The Hague Tribunal’s war crimes acquittal of Yugoslav Army general Momcilo Perisic pleased Bosnian Serb politicians but angered Bosniak victims of the 1990s conflict.
In Bosnia’s Serb-run entity Republika Srpska, the leader of the Party of Democratic Progress, Mladen Ivanic, said the success of Perisic’s appeal against his conviction for war crimes in Bosnia and Croatia represented “some kind of balance” after the acquittals of Croatian generals Ante Gotovina and Mladen Markac last year.
The Hague made a mistake in originally sentencing Perisic to 27 years in jail, said Goran Petronijevic, head of the legal defence team for former Bosnian Serb leader Radovan Karadzic, who’s also on trial for war crimes at the International Criminal Tribunal for the Former Yugoslavia, ICTY.
“I have a feeling that the ICTY, because of the harsh criticism of its verdicts against Serbs, found a way to repay [Serbia for the injustice],” Petronijevic said.
But Bosniak politician Amir Zukic, general secretary of the Party of Democratic Action of Bosnia and Herzegovina, said that the overturning of Perisic’s conviction “sends a catastrophic message”.
The harshest criticism came from groups representing Bosniak victims of the conflict.
“I no longer believe in the ICTY because this is political judgment,” said Sabaheta Fejzic on behalf of an association of victims from the Bosnian towns of Srebrenica and Zepa.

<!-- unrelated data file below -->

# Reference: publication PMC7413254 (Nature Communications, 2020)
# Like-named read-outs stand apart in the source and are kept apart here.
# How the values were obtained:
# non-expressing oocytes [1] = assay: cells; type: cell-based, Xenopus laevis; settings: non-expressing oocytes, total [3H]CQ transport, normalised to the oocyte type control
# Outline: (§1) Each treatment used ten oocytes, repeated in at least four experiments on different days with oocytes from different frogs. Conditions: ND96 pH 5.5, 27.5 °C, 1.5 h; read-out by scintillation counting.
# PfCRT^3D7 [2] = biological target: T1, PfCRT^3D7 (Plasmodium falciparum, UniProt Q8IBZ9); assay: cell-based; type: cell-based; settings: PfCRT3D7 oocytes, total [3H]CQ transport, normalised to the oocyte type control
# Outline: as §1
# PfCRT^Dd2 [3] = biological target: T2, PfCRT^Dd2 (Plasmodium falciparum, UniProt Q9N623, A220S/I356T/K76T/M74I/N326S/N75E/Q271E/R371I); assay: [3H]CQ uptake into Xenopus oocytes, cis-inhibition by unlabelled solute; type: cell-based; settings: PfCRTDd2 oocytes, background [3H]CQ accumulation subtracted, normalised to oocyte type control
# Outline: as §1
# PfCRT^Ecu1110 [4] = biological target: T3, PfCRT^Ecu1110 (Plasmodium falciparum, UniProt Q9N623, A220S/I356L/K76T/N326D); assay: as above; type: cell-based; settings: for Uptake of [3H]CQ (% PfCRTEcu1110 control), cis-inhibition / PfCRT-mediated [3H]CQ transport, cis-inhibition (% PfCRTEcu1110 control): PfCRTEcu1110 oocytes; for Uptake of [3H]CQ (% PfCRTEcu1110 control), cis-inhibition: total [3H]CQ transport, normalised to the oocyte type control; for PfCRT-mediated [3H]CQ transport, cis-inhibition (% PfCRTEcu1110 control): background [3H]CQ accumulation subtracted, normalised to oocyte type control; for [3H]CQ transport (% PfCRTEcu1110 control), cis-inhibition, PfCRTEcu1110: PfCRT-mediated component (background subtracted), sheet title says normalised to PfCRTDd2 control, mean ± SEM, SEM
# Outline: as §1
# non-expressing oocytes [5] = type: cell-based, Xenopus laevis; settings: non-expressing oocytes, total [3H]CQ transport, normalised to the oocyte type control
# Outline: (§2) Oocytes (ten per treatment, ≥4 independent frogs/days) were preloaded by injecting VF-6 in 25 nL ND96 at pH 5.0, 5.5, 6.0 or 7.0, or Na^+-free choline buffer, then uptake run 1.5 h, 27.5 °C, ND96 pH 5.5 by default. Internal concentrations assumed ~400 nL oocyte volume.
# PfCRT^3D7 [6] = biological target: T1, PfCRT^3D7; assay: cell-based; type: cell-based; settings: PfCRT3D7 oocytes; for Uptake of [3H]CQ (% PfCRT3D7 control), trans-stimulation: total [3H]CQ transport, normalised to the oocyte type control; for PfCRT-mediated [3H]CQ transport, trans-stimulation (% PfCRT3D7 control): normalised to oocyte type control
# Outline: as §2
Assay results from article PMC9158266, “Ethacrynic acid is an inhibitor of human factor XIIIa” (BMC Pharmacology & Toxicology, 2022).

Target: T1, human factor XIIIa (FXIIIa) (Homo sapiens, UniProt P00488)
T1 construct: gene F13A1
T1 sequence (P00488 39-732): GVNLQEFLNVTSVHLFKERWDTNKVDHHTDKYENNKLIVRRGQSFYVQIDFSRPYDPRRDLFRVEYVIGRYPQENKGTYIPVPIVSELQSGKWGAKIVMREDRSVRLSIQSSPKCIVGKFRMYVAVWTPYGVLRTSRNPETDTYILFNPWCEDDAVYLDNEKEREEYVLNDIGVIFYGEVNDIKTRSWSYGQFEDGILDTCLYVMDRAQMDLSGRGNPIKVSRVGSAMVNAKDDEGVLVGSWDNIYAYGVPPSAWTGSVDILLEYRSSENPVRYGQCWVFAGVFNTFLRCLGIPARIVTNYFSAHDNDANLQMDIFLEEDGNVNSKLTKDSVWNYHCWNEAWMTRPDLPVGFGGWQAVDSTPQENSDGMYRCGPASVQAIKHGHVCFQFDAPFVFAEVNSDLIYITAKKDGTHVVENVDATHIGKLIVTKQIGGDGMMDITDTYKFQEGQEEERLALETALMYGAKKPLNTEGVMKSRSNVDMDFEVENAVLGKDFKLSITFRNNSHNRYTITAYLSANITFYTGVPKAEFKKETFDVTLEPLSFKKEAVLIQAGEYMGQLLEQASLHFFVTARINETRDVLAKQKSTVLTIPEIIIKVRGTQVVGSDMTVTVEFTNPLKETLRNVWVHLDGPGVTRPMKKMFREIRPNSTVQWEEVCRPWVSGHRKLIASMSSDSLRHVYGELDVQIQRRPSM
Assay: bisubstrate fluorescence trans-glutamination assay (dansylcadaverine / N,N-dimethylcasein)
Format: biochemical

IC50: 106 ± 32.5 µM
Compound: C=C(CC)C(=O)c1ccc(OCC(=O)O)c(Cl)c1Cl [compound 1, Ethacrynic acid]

“The court in The Hague is not bringing in verdicts on the basis of the crimes committed, they rule only in favour of the [Bosnian Serb] Army of Republika Srpska, the Serbian army and Serbia,” she said.
Hedija Kasapovic from the Visegrad victims’ association meanwhile called the acquittal “one big injustice”.
The ICTY’s appeals chamber ruled on Thursday that Perisic was not responsible for the wartime crimes committed by the Bosnian Serb Army in Sarajevo and Srebrenica because it was not under the command of the Yugoslav Army.
It also found him not guilty of failing to punish his subordinates who participated in the shelling of the Croatian capital Zagreb.
But Bosnian lawyer Vasvija Vidovic said that the verdict was another example of the ICTY prosecution’s weakness.
“It is up to the prosecutor to present evidence that will prove the indictment without reasonable doubt. The indictment was very weak because it is hard to prove that aiding and abetting the [Bosnian Serb Army] is a criminal act,” Vidiovic told Al Jazeera Balkans.